GE’s tryst with Six Sigma started in 1995 when CEO Jack Welch made it a corporate goal to be a Six Sigma company by 2000. He led from the front and ensured GE attained its Six Sigma goals within the stipulated period. Read on to find out more about Six Sigma and GE.
General Electric’s (GE) focus on quality started in the late 1980s with the launch of the “Work-Out" program that opened GE culture to ideas from everyone and everywhere. The resultant learning environment prepared the ground for Six Sigma.
Credit for the implementation of Six Sigma at GE goes to CEO Jack Welch, who made it a corporate policy to attain Six Sigma goals by 2000. GE adopted most of its Six Sigma concepts and methodology from pioneers such as Motorola.
Six Sigma implementation at General Electric started with a heavy emphasis on training the workforce for data-based problem analysis.
GE required all exempt employees to undertake a 13-day, 100 hour training program in Six Sigma methodologies and complete a Six Sigma project by the end of 1998.
The training covered the DMAIC procedure:
- Definition or identification of the process
- Measurement of process output
- Analyzing process inputs for criticality
- Improving process by modifying inputs
- Controlling process by controlling the appropriate input
Employees completing the initial course went through follow-up training to reinforce these newly acquired skills.
The success story of Six Sigma and GE would not have been possible without GE's system of mentoring programs.
Full-time Master Black Belts, hired specifically for implementation of Six Sigma, led the process change. Each Master Black Belt trained and mentored key process employees for the Black Belt level. Employees selected for Black Belt underwent four-month training and applied Six Sigma tools at work under the guidance of the Master Black Belt mentor. GE soon deployed full time Black Belt teams to implement Six Sigma projects throughout GE.
Part time project leaders or employees who received Six Sigma training that were placed on Six Sigma projects only became Green Belts.
General Electric’s experience in the implementation of Six Sigma shows that the best of training and mentoring efforts would crumble without effective leadership.
Jack Welch, GE’s CEO supported the Six Sigma initiative not just with the necessary financial resources, but also through securing vital commitment from both the senior executives and the workforce. Welch linked promotion and bonus to quality improvement. Forty percent of each top management bonus depended on the successful implementation of Six Sigma goals and a Green Belt became the minimum requirement for the promotion of any employee.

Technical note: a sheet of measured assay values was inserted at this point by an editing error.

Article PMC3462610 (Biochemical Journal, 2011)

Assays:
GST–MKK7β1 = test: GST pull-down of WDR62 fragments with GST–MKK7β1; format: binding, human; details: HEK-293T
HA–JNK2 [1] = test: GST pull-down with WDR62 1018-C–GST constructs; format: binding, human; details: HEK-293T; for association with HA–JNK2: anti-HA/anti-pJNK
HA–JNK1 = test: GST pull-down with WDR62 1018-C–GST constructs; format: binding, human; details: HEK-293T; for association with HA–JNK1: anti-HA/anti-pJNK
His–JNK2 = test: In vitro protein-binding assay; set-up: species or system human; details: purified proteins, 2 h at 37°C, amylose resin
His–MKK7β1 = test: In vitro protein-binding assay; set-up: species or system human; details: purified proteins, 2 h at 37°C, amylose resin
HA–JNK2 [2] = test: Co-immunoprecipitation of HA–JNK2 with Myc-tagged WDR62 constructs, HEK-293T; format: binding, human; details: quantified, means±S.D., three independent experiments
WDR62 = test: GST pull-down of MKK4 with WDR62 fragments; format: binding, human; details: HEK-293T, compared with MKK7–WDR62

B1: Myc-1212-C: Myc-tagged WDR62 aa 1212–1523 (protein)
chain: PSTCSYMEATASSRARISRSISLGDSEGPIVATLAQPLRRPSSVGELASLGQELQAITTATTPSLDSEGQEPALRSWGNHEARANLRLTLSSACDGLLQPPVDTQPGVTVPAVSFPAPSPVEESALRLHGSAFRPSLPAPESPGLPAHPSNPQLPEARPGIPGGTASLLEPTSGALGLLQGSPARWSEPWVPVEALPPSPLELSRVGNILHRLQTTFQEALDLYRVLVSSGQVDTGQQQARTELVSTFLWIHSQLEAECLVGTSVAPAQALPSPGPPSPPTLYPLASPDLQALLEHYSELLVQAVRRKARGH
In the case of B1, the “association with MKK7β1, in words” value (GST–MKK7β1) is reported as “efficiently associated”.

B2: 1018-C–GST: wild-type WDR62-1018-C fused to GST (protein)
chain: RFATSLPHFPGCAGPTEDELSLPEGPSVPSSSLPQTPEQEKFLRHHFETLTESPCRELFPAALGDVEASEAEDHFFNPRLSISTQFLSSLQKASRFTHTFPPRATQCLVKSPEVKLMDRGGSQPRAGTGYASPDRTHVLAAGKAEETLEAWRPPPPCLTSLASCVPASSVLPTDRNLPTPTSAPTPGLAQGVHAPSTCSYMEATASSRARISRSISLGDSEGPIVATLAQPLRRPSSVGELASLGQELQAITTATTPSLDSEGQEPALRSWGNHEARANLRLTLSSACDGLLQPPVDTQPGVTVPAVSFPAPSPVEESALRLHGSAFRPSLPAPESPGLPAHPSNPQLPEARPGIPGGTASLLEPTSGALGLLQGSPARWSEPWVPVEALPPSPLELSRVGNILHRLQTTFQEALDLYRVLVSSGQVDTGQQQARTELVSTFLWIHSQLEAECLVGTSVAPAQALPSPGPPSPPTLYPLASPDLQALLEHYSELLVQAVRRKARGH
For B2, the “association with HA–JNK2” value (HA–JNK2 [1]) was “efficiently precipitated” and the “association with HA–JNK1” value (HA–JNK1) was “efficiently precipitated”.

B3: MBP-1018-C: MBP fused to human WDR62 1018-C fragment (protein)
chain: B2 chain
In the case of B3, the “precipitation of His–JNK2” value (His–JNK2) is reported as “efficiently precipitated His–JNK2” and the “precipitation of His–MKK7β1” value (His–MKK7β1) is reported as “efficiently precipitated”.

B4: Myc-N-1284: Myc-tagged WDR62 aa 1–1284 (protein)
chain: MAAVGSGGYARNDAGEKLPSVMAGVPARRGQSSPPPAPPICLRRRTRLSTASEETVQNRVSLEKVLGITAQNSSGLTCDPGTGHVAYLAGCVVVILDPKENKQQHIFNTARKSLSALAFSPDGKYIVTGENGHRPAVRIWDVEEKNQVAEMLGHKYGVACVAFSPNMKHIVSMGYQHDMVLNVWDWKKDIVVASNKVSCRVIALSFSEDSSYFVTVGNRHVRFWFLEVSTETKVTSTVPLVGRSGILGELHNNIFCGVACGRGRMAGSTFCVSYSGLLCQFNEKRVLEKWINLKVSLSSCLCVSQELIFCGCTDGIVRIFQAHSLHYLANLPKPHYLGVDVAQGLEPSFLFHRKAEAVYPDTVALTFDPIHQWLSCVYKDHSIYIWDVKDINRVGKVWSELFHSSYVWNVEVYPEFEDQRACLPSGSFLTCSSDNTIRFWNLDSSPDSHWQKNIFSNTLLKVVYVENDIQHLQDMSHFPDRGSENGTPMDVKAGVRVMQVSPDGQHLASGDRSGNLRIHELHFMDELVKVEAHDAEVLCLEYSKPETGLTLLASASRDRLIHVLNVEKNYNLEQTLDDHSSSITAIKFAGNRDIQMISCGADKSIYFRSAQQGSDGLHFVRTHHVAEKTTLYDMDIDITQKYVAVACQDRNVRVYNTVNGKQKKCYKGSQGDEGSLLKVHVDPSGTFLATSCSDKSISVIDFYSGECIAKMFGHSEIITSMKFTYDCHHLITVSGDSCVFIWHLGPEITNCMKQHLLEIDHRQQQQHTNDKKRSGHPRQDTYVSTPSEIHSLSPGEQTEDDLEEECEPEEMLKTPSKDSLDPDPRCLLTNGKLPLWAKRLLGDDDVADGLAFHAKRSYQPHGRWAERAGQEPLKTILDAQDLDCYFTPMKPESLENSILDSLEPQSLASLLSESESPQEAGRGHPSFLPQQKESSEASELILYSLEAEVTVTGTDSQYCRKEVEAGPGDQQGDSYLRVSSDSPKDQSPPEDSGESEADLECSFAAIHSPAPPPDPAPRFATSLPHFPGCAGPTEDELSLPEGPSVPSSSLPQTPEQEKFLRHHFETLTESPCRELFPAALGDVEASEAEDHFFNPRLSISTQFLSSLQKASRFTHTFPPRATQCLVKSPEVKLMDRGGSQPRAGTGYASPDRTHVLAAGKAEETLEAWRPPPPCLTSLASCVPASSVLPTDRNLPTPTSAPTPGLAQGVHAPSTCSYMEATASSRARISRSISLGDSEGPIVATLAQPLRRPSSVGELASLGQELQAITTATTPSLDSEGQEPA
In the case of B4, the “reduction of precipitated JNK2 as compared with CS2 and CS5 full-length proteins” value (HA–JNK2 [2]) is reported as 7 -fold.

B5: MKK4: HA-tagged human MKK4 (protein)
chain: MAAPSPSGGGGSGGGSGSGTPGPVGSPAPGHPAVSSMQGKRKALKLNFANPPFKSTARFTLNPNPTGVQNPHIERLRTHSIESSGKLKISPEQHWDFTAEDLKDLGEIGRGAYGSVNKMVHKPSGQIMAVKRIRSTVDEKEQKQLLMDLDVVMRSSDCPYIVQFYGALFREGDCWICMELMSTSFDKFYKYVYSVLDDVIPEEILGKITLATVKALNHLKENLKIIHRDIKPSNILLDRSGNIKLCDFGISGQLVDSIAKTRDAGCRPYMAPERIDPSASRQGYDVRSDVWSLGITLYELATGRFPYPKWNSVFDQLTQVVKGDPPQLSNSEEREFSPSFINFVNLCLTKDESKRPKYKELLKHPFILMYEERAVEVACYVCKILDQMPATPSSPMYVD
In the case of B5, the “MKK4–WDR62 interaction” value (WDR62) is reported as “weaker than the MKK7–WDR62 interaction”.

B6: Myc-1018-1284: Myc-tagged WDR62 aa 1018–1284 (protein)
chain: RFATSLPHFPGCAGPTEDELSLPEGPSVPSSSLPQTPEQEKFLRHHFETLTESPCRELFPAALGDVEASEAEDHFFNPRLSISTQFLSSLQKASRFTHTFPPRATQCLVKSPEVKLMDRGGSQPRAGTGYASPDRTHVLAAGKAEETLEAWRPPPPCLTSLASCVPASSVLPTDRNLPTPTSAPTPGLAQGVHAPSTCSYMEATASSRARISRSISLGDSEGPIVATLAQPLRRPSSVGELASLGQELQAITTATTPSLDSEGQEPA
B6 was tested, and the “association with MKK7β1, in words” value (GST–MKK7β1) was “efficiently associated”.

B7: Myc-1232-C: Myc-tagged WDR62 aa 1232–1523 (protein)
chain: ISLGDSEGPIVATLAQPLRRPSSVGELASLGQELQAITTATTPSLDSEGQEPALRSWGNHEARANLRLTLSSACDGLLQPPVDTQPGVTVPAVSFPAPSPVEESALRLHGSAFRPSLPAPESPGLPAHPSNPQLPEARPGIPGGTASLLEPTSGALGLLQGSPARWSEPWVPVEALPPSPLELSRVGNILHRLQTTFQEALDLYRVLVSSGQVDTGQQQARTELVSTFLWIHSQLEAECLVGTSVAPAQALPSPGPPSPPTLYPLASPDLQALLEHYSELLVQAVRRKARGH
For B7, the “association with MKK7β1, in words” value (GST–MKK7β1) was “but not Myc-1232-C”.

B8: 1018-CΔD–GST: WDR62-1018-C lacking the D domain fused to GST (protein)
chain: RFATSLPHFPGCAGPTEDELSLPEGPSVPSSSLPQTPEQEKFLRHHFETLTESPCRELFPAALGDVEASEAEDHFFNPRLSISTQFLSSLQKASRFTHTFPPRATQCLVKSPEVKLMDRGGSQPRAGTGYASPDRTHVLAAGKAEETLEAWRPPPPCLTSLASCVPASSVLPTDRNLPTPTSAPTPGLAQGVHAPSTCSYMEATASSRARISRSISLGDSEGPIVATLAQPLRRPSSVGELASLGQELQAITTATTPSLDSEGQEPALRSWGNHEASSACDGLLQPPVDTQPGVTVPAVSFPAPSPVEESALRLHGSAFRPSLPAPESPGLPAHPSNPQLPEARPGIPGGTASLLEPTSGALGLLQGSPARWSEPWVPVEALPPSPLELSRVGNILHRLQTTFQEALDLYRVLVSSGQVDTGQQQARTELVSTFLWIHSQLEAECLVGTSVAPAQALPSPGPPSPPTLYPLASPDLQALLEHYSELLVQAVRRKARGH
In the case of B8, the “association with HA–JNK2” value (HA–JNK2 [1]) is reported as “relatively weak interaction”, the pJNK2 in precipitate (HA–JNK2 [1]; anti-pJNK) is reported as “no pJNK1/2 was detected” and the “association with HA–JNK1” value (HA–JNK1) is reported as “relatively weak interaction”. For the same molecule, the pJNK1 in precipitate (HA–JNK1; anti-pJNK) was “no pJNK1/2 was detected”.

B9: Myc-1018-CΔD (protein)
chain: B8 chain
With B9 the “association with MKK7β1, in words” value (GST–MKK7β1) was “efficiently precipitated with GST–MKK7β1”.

Jack Welch and other top management, most notably Dave Cote, President, and CEO of GE Appliances followed a hands-on approach to Six Sigma and led from the front through the following methods:
- Spending time in Six Sigma Training sessions and personally answering questions for employees undergoing training
- Surprised visits to Six Sigma review sessions
- Work-floor visits to make first hand observations on the extent of Six Sigma implementation at the workplace
- Weekly summary reports and monthly reviews with the Master Black Belt team.
One major reason for the success story of Six Sigma and GE is the focused approach toward implementation.
GE's three time-tested implementation approaches are "Show Me the Money," "Everybody Plays," and "Specific Techniques."
Show Me the Money - GE approaches Six Sigma with a focus on the bottom-line. The need to cut costs in a competitive price-sensitive marketplace made GE apply Six Sigma to remove workplace defects and improve productivity, besides improving product quality.
Everybody Plays - Much of GE’s product lines are comprised of many outsourced parts. GE understood the need for the supplier to participate in the Six Sigma initiative to make the product fully Six Sigma compliant and invested in bringing the suppliers to Six Sigma.
Specific Techniques - GE cultivated the art of ranking projects and aligning them to the business goals through Six Sigma tools such as the process map.
Application of Six Sigma at General Electric brought a marked culture change in the attitude of individual employees toward quality, translating into dramatically lower service-call rates, and improved product reliability. The Six Sigma effort at GE contributed $700 million in corporate benefits in 1997, just two years into the program.
From a small beginning to improving product quality by reducing defects at the workplace, the scope of Six Sigma at GE has expanded over the years, and today Six Sigma’s customer focused, data driven philosophy defines how GE works.
GE: The Six-Sigma Strategy retrieved at http://www.ge.com/sixsigma/sixsigstrategy.html
Trotter, L. (1998, April). "Six Sigma: Driving customer satisfaction in all we do." Retrieved from: http://www.ge.com/edc/dcsixsig.htm
Image Credit: N Nayab